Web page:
After all, the current mobile core market, worth US$8 billion in 2019 according to Dell'Oro, was dominated by Ericsson, Huawei and Nokia (not surprisingly) but also featured Cisco, ZTE and HPE partner Mavenir as the other names in the market's top six players.

Mottram is adamant that HPE has "mission-critical skills, credibility and trust" on its side, though it's worth noting that didn't help the company when it tried to help Telefónica advance its virtualization program (though that was five years ago…).

Despite that bullish view, he's not expecting major mobile operators to rock up to HPE's front door and take the full stack, it seems: The large telcos that aren't going with the major NEPs are "looking to build their 5G core themselves, using their internal teams and working with a system integrator" to bring in and pull together the best elements. Smaller operators that don't have large internal teams and limited funds for SI relationships, though, are interested in the complete stack, he claims.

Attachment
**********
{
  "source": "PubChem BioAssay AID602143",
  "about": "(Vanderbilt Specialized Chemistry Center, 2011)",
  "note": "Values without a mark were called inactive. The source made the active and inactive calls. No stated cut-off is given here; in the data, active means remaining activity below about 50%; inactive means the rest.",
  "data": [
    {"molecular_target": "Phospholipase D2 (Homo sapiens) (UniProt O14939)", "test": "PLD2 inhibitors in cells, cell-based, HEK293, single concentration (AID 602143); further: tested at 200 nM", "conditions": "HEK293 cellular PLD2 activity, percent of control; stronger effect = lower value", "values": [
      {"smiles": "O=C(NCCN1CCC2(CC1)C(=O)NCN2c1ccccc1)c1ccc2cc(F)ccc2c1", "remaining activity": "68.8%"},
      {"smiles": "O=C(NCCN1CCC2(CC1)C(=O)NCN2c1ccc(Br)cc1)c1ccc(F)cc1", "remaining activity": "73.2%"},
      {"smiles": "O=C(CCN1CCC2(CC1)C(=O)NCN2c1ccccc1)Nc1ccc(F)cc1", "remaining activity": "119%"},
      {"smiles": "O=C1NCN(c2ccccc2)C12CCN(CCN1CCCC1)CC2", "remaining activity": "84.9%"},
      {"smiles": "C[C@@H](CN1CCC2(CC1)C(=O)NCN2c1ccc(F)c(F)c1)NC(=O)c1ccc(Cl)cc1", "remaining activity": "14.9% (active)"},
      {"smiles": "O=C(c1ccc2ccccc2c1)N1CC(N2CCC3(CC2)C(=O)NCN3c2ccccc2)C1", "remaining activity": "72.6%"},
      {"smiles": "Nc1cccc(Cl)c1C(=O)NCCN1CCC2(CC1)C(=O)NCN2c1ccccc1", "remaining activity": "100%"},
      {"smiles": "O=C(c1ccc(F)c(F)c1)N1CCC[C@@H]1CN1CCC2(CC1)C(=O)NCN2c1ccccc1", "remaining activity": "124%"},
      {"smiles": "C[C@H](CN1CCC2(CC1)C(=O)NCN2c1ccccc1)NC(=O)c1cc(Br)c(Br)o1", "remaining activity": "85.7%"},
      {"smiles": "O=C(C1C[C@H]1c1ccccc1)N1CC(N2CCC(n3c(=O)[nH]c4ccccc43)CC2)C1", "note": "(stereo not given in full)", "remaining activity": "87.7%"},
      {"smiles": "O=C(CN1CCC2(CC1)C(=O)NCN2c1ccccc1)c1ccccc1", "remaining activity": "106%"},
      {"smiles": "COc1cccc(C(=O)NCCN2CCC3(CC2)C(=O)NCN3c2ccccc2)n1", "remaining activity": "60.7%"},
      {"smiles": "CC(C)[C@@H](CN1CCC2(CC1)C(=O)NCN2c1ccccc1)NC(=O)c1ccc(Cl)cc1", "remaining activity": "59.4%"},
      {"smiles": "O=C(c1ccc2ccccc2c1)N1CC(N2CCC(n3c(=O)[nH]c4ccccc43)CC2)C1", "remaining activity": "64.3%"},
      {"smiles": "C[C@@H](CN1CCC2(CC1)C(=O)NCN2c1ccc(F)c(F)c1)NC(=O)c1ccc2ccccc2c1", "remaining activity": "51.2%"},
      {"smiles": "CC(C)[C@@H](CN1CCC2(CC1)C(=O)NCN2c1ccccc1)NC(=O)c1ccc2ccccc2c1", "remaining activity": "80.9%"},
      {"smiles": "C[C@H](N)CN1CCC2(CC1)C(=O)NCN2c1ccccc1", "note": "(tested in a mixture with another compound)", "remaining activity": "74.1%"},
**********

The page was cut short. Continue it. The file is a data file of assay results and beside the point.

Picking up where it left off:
And there is operator interest in what the company has to offer, he notes. Mottram says HPE is engaged in 50 or so 5G core-related projects that range from conversations to proofs of concept (PoCs) to "near deals." About ten of those involve tests and trials, one of which involved Samsung and Openet in South Korea (believed to be with SK Telecom).

And Mottram claims there is one major Tier 1 operator set to source 5G core functionality from HPE that will be deployed in its domestic market (rather than in a small regional operating unit), though currently he can't disclose which other that would be.